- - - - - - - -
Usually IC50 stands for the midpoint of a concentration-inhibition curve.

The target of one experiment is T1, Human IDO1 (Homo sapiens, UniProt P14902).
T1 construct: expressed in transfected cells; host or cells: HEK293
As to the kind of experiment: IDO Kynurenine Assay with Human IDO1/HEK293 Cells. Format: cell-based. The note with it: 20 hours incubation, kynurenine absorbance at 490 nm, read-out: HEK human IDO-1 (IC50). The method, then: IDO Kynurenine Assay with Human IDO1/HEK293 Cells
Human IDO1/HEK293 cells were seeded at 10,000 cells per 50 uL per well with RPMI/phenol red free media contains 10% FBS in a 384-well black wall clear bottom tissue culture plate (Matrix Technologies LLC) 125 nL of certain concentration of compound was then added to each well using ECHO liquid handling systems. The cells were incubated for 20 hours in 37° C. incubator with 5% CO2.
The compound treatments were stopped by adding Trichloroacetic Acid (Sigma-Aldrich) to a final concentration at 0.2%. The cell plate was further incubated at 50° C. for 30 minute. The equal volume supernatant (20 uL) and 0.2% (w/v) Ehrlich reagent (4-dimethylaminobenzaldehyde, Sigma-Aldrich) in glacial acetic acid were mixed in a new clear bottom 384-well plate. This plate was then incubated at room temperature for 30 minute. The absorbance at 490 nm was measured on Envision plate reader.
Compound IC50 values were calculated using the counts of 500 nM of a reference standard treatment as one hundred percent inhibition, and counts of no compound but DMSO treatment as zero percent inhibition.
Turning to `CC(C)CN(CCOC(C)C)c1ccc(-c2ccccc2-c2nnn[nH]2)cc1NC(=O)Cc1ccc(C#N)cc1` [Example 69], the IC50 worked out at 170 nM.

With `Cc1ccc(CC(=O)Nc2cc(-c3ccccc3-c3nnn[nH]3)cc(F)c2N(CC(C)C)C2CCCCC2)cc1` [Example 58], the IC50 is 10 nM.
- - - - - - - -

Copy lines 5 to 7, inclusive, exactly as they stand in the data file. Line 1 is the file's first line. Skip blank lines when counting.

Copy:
Human IDO1/HEK293 cells were seeded at 10,000 cells per 50 uL per well with RPMI/phenol red free media contains 10% FBS in a 384-well black wall clear bottom tissue culture plate (Matrix Technologies LLC) 125 nL of certain concentration of compound was then added to each well using ECHO liquid handling systems. The cells were incubated for 20 hours in 37° C. incubator with 5% CO2.
The compound treatments were stopped by adding Trichloroacetic Acid (Sigma-Aldrich) to a final concentration at 0.2%. The cell plate was further incubated at 50° C. for 30 minute. The equal volume supernatant (20 uL) and 0.2% (w/v) Ehrlich reagent (4-dimethylaminobenzaldehyde, Sigma-Aldrich) in glacial acetic acid were mixed in a new clear bottom 384-well plate. This plate was then incubated at room temperature for 30 minute. The absorbance at 490 nm was measured on Envision plate reader.
Compound IC50 values were calculated using the counts of 500 nM of a reference standard treatment as one hundred percent inhibition, and counts of no compound but DMSO treatment as zero percent inhibition.